The classics have their place as art and as sources of prestige, but if you're looking to learn things there are usually better places to look.
Not that I disagree with everything Mr. Sanger said, but the truth is a complicated beast.
 Some people studying the history of science read the originals, but thats different.
I would take issue with that. The way kids are taught calculus in high school ignores everything Newton did because it's not the most efficient way to teach kids how to solve AP problems. But without going back and learning about the questions that Newton was trying to answer, you don't actually understand how calculus works even if you can do it by rote. So at best kids learn it for the test and then forget it because they don't actually understand how it works, and more likely they never really gain any ability to begin with.
Sanger's essay is in praise of school and formal education, but in fact what's taught in school is more often than not just a showy pretense of false economy. It's only when you leave the classroom and have time to really engage with the classics and other substantive works on your own that you can actually start to understand how the world actually works. Don't get me wrong, some form of formal education would be the best way to learn if it actually delivered what people said it did, but it doesn't. This whole essay is intellectually dishonest because high schools and colleges don't even deliver anything remotely close to what Sanger is pretending, at least not for the vast majority of people who go through them. But then again, Sanger has been pretty much full of shit for the better part of the decade. If you actually go through and read his original writing on this topic, it's clear that what he really wants isn't a more intellectual culture, but rather a free pass on being able to make up facts without citing any sources because he has a Ph.D.: http://www.kuro5hin.org/story/2004/12/30/142458/25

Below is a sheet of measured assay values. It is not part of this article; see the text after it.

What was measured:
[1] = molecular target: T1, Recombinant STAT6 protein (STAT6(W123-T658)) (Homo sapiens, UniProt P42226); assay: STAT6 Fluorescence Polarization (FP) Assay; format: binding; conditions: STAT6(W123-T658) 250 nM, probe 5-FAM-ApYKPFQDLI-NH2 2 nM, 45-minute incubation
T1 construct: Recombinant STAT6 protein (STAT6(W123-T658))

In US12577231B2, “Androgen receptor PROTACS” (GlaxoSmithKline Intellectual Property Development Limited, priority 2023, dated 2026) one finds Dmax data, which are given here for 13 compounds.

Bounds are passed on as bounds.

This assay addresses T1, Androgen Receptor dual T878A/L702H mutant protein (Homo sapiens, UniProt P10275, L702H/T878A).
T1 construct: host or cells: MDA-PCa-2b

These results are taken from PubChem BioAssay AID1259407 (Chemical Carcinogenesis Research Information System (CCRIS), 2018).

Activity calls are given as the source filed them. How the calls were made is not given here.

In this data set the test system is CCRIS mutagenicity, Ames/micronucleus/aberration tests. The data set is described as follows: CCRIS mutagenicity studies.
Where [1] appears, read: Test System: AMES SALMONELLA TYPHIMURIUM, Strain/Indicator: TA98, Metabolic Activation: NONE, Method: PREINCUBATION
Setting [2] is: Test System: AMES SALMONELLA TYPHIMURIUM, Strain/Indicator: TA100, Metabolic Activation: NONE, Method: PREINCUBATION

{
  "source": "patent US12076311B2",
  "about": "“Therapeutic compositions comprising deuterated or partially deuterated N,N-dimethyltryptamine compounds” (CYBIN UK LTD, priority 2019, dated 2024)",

It depends, of course, on what kinds of things you are trying to learn. And that is precisely what is at stake here.
You definitely don't go to the classics to learn science or technology. But is that all there is that is worth knowing?
And don't be too hasty in your division of "fields that make progress" and "fields that don't." Our knowledge of Ancient Greece, for example, has grown substantially in the past century, and there has definitely been progress in historiography--but that does not eliminate the need (or, more to the point, the desirability) to read the primary texts.